Shell ignores theconsumer at its peril

Click to follow
The Independent Online
The list of companies given a bloody nose by consumers lengthens every month. It ranges from Barclays, which was forced out of South Africa in the mid-1980s by student boycotts in the UK and US, to Hoover, which sold its European subsidiary this year after the fiasco of its travel competition caused a public outcry.

Now Shell is risking a similar backlash over its insistence on dumping the Brent Spar oil installation in the North Atlantic. The affair has already had a dramatic effect on sales in Germany. The company claims motorists in the UK are ignoring calls for a similar boycott, but Brent Spar could prove a slow-burning fuse and it would be unwise at this stage for Shell to be confident about maintaining its market share. Big corporations ignore public opinion at their own peril.

A full-scale consumer boycott is only the extreme version of something that happens all the time in marketing. An organised boycott can have a devastating effect on a trade. The fur industry was driven almost underground, while the cosmetics industry's behaviour was radically changed by the campaign against animal testing.

Even in the absence of such action, however, corporate stubborness on a level now being displayed by Shell can have a devasting impact. Many motorists might choose a BP station rather than Shell, perhaps out of no more than a vague feeling of unease about the Brent Spar.

According to Simon Knox, reader in consumer marketing at the Cranfield School of Management, purchasing decisions have been increasingly influenced by perceptions of the broader behaviour of companies in recent years, and this has become a very difficult issue for managers. Mr Knox says that "silent defections" are more worrying than open boycotts. Ethics are often not the main issue. The Persil saga at Unilever was to do with damage caused to clothes by the product itself, while Hoover was about simple competence in keeping a promise.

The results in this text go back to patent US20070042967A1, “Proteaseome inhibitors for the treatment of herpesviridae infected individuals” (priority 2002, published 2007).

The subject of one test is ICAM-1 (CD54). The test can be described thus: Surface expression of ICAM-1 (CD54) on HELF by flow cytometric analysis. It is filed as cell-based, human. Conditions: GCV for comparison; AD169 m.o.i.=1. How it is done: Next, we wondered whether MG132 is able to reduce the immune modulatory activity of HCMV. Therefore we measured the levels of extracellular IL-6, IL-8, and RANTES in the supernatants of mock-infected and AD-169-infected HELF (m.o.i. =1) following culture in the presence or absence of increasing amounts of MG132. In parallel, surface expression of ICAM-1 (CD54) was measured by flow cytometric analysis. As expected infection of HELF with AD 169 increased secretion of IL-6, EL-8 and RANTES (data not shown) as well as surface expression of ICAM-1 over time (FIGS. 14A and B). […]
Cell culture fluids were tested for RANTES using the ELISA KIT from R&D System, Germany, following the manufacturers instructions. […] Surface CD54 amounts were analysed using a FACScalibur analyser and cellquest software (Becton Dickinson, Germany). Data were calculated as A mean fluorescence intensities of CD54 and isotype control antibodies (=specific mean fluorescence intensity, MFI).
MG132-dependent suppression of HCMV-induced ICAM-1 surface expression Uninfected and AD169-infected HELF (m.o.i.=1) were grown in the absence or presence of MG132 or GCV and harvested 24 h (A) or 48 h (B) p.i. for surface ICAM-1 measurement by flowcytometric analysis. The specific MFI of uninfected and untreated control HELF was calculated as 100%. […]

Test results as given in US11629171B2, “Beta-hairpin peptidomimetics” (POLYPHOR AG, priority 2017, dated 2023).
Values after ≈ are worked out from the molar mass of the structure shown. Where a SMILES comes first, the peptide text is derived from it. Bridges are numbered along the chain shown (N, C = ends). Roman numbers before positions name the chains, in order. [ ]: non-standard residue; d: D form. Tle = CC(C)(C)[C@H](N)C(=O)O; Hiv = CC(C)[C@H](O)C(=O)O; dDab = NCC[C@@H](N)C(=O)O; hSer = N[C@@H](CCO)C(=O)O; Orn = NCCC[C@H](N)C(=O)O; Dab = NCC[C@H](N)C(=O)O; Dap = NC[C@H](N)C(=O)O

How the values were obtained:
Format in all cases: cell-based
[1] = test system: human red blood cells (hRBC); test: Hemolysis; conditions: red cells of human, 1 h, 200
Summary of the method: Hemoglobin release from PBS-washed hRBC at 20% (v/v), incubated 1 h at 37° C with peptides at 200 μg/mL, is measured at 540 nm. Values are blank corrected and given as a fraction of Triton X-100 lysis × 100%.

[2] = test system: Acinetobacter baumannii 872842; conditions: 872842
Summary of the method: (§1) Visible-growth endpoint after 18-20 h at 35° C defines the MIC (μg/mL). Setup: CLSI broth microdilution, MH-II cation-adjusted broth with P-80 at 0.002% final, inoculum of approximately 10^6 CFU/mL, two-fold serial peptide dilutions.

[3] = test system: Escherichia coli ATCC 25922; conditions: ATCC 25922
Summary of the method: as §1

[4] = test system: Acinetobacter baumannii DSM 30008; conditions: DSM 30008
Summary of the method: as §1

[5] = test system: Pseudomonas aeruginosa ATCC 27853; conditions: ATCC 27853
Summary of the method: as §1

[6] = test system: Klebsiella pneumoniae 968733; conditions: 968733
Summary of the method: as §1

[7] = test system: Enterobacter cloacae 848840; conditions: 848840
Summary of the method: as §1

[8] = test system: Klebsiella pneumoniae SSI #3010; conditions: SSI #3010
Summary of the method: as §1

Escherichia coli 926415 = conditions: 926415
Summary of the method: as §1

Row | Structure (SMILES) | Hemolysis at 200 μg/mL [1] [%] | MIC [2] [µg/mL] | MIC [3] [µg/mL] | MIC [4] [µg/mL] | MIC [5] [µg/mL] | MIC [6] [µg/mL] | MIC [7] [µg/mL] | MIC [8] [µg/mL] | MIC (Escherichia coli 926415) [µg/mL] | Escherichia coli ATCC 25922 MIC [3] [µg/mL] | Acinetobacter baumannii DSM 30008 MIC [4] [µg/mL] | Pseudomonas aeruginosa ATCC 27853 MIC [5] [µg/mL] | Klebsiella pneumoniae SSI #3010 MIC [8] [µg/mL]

The underlying change of behaviour is that consumers will no longer take a brand on trust and stick with it through simple loyalty. They expect to be informed truthfully by companies and, just as important, they switch products if they are deceived, which is easy in a marketplace where they are usually spoilt for choice.

Transparency and honesty now really matter. Virgin has used its name to sell in many different markets and product areas by building up a frank and open relationship with consumers. Clever public relations have also helped.

But woe betide the company that disappoints the expectations it has raised; consumers are voting ever more rapidly with their feet. Body Shop successfully hit back at a campaign that tried to undermine its ethical stance. But Shell, which has spent a fortune on promoting itself as an environmentally conscious oil company, now risks shooting itself in the foot with a single decision on Brent Spar that - for many people - goes against what the company has said it stands for.

In business terms, the technical and environmental question of whether dumping Brent Spar is right or wrong is becoming irrelevant.

With Chancellor Kohl joining in, the issue has now reached the point at which Shell's senior management must seriously consider whether to back down. The cost of finding some other method of disposal could be dwarfed by the potential damage if Shell stubbornly carries on.

Comments